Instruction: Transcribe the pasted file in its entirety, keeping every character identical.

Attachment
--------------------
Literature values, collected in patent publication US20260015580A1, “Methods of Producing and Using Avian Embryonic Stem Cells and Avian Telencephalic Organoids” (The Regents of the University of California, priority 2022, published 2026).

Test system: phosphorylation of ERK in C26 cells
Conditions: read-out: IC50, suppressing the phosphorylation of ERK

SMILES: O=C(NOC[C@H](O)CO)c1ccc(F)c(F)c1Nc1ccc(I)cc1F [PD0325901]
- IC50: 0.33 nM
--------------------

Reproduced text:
Literature values, collected in patent publication US20260015580A1, “Methods of Producing and Using Avian Embryonic Stem Cells and Avian Telencephalic Organoids” (The Regents of the University of California, priority 2022, published 2026).

Test system: phosphorylation of ERK in C26 cells
Conditions: read-out: IC50, suppressing the phosphorylation of ERK

SMILES: O=C(NOC[C@H](O)CO)c1ccc(F)c(F)c1Nc1ccc(I)cc1F [PD0325901]
- IC50: 0.33 nM